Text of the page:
Charlie, do you really mean 1% (i.e., 99% of the 1.6% is something else), or do you mean that you think the supe's salary is about 2/3 of the 1.6%?

Helen Schinske

Charlie Mas said...

Here's a link to Dick Lilly's article in Crosscut:

Jump-starting budget reform in Seattle schools

seattle citizen said...

So we have two issues:
Is teaching staff (classroom and support) being used to its best benefit;

Is there "fluff" such as Broad hires and other "outside" consultancy (Sylvan, CEL, NDPC et al)

Where does the money go, and to what end?

dan dempsey said...

Seattle Citizen,

I certainly agree that coordination is needed. I just fail to see that 111.5 coaches have anything to do with that.

When teaching 1968-2009 (I just got my first social security check in October), I subscribed to Teacher Magazine (no longer in print but on line) and Education Week. Off and on I was an NCTM member and at one time subscribed to all the NCTM professional journals (including their professional research journal).
I owned personal copies of all the NCTM 1989 Standards documents. I subscribed to the Mathematics Teacher and the Arithmetic Teacher for several years.

These periodicals gave leads for further reading: The University of Notre Dame law school had a symposium on schools and society and Univ. of Chicago Sociologist James Coleman had a great piece on "Schools and Social Capital" and how social capital was necessary for the success of the public school and how as a society we were approaching Zero on the social capital scale in many communities.

A lot of the math guidance from administration was very counter-productive. (Wow!! just like today) I went through the NO Algebra for any middle schooler in the mid 1980s (it would damage their brains because they were not developmentally ready).

The most absurd event though must be the rise of the "Voodoo Nonsense" gurus. Consider the following from Steve Leinwand:

"It's time to recognize that, for many students, real mathematical power, on the one hand, and facility with multidigit, pencil-and-paper computational algorithms, on the other, are mutually exclusive. In fact, it's time to acknowledge that continuing to teach these skills to our students is not only unnecessary, but counterproductive and downright dangerous."

from It's Time To Abandon Computational Algorithms
By Steven Leinwand February 9, 1994 Education Week

Mr. Leinwand was recently employed as an expert to guide Highline SD to their adoption of the "Discovering Series" for high school math.

dan dempsey said...

We are paying Sylvan because:

The board policies D44 & D45 that require effective interventions are ignored in favor of unmerited social promotion. This I guess helps with "PR" spin (right Directors?).

For years the SPS admin could not even tell you what the required math essential learnings were in grade 3 (or any grade). {Remember that OSPI's old math GLEs and EALRs were so vague they meant nothing} Intervention is impossible when there are no specified essentials to be learned.

Keep in mind the administration wanted to extend social promotion through graduation with the 1.0 gpa. {We need your money even if we refuse to do the job}. Thanks to a public uprising the usual rubber-stamping board got the message and voted NO. {That changes Sundquist's and Maier's "0 for many" to a "1 for many"}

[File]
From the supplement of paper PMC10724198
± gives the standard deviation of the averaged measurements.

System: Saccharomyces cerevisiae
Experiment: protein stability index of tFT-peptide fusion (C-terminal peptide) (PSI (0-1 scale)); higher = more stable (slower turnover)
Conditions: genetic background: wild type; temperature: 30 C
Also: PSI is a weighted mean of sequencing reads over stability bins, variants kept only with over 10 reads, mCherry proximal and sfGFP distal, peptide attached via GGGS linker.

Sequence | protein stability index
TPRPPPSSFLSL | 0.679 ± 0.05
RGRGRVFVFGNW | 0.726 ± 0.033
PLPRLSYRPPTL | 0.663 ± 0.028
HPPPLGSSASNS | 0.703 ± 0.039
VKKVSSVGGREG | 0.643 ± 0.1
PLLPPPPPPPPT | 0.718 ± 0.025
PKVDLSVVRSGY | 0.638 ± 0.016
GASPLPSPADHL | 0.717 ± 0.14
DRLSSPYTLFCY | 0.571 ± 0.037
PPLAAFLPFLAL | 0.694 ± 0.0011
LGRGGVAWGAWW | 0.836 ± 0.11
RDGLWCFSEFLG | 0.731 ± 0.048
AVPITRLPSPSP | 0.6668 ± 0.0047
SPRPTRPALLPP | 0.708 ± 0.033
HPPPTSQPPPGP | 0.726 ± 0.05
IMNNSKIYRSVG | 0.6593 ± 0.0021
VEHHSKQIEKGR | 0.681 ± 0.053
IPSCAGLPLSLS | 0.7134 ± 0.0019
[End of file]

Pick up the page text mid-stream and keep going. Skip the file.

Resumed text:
In her first year as math program manager Ms. de la Fuente said the State Math Standards were the math curriculum when they clearly were not. ( A big boost for Sylvan)

The "Stategic Plan" is a bogus boondoggle as far as math goes. Thus Sylvan gets $1 million because there is NO emphasis on doing what has been proven to work.

Now as for reading, I do not know.
With humongous class sizes and 111.5 coaches, I would say things are looking good for Sylvan.

Also consider the lack of emphasis on classroom behavior ...
RCW 28A.600.020 is conveniently ignored whenever possible.

BUY Sylvan Stock NOW.

seattle citizen said...

hmm, Dan, much as I admire your efforts on behalf of your craft, I've come to believe that there are some things the might best be done together - common strategies help students wrap around ideas if various teachers are using them; vertical and horizontal alignment keeps things going in a natural progression; common assessments help educators have a general grasp on what level a student is at BEFORE they enter a classroom (which might aid placement, etc...)

This obviously can be taken too far, and raises very important questions about the value of teacher autonomy: given the obvious variables in education (often unfixable variables) and variable outcomes, maybe it's a GOOD thing to have teachers, good teachers, just do what they do best without common mandates...maybe part of the value of education is the variety of styles, activities, etc that occur over the 12.5 years of a student's career in school. It might not be aligned, but it's vibrant and challenging. Students WON'T get "every strand and target, in order" in such a model, but they will be exposed to lots of interesting stuff, and hopefully engaged.

Conversely, a completely aligned and systematic education provides "data" that can in fact, be used to more closely monitor and target knowledge. It can provide some commonalities to make learning more comprehensible and predictable (we hear here (hear hear!) about "stability": What's it like for a student to be enthralled with one teacher's strategies and pedagogy, then, the following year, be presented with a whole new way? Good yes, but also maybe confusing and off-putting.